Response surface methodology toward the optimization of high-energy carotenoid extraction from Aristeus antennatus shrimp.Anal Chim Acta. 2015 Jun 02; 877:100-10.AC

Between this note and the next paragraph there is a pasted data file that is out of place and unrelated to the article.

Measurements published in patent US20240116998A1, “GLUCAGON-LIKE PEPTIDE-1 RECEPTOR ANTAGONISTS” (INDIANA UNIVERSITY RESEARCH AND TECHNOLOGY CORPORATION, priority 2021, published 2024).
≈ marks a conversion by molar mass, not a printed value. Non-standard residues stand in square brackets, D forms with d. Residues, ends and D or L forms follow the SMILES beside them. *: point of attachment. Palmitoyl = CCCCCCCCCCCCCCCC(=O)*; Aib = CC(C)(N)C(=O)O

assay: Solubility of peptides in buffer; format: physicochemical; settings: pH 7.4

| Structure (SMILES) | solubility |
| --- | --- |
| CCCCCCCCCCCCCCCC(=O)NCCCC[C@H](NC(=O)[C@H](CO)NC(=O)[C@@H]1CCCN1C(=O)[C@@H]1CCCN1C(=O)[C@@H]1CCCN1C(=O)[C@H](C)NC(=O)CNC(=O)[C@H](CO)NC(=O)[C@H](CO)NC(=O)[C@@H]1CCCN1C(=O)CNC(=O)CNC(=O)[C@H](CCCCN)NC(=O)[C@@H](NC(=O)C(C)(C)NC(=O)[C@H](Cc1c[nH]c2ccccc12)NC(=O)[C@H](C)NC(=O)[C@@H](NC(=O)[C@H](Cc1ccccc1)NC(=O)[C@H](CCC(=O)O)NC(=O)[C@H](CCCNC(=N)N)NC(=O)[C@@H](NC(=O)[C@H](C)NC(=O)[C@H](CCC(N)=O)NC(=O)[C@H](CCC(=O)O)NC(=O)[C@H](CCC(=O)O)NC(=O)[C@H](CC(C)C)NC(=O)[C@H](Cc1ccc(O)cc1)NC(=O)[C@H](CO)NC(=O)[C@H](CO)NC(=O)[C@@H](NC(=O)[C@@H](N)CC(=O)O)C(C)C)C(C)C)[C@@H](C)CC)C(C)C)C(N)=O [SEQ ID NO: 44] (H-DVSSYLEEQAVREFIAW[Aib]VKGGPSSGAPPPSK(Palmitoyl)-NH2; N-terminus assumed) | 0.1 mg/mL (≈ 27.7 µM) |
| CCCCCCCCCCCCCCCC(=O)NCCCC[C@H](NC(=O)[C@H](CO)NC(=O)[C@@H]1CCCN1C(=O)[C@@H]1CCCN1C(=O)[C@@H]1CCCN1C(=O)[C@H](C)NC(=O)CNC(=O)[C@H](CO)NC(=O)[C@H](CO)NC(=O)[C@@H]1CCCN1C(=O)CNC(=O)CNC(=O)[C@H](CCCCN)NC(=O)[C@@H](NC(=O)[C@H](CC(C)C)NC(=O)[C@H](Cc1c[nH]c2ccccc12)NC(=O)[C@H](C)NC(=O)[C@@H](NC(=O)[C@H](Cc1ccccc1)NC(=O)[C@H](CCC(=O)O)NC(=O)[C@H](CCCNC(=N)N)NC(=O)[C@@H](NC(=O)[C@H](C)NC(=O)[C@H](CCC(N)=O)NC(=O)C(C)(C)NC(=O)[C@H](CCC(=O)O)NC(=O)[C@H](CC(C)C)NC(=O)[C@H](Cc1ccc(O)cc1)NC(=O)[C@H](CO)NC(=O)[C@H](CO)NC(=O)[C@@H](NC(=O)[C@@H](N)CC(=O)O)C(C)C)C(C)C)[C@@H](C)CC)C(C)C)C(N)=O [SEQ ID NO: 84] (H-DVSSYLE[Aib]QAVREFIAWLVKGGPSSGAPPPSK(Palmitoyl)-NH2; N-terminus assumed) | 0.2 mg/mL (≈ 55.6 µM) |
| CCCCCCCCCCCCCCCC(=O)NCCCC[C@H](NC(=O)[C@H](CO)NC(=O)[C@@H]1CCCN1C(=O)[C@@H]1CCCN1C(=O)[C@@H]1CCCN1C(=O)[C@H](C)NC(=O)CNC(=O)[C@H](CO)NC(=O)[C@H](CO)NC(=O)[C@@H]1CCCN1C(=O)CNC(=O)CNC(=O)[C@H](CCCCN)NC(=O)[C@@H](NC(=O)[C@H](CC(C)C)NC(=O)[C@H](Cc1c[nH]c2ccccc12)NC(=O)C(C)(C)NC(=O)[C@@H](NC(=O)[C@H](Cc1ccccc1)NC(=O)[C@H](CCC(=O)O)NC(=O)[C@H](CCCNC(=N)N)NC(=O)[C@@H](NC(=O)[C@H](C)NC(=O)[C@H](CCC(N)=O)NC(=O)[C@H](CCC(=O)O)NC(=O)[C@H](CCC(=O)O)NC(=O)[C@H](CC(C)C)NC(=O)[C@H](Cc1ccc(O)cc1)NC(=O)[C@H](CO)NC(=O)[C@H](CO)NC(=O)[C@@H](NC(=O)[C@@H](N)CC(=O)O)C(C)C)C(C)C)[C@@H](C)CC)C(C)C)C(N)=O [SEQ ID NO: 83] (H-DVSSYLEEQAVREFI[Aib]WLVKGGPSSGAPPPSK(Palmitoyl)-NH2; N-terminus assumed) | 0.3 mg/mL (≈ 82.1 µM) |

High-energy assisted extraction techniques, like ultrasound assisted extraction (UAE) and microwave assisted extraction (MAE), are widely applied over the last years for the recovery of bioactive compounds such as carotenoids, antioxidants and phenols from foods, animals and herbal natural sources. Especially for the case of xanthophylls, the main carotenoid group of crustaceans, they can be extracted in a rapid and quantitative way with the use of UAE and MAE. Response surface methodology (RSM) is used for the optimization of extraction methodologies, also being applied to optimize high energy techniques. Three independent variables, namely extraction time, ultrasound or microwave power and solvent/material ratio, were investigated for both methods by employing a 16-run three-level Box-Behnken design (BBD). Considering the extraction efficiency for carotenoids from Aristeus antennatus shrimp, the selected conditions for UAE were 5 min, 600 W and 10:1 mL g(-1). Acetone was the solvent of choice for the extraction procedure. For MAE, the best experimental values were 7 min, 30 W and 20:1 mL g(-1) using n-hexane:acetone:ethanol 2:1:1 (v/v/v) as extraction solvent. The determination of total carotenoid yield was carried out using the spectophotometric calibration curve (A=0.1646(±0.0061)C-0.005(±0.022), R(2)=0.996, n=3) of a standard mix solution of canthaxanthin, zeaxanthin and lutein at 452.1 nm. Under the selected conditions, the yield of total carotenoids for UAE was 23.4(±2.3) and 6.73(±0.56) mg of carotenoids per 100 g dry sample for the head and the body of shrimp, while for MAE was 23.92(±0.63) and 13.3(±1.1) mg of carotenoids per 100g dry sample, respectively. The recovery of both methods was calculated between 60 and 105%. The results indicate that high-energy extraction techniques are faster, less laborious, more repeatable and reproducible methods than the conventional approaches for the quantitative recovery of sensitive bioactive compounds. Moreover, the recovery of a high-added value group of bioactive molecules from natural sources, such as carotenoids, can constitute a profitable and valuable commercial alternative, as these compounds can be used as dietary supplements, food color enhancers and additives in animal feeds, functional foods, preservatives, pharmaceuticals and cosmetics.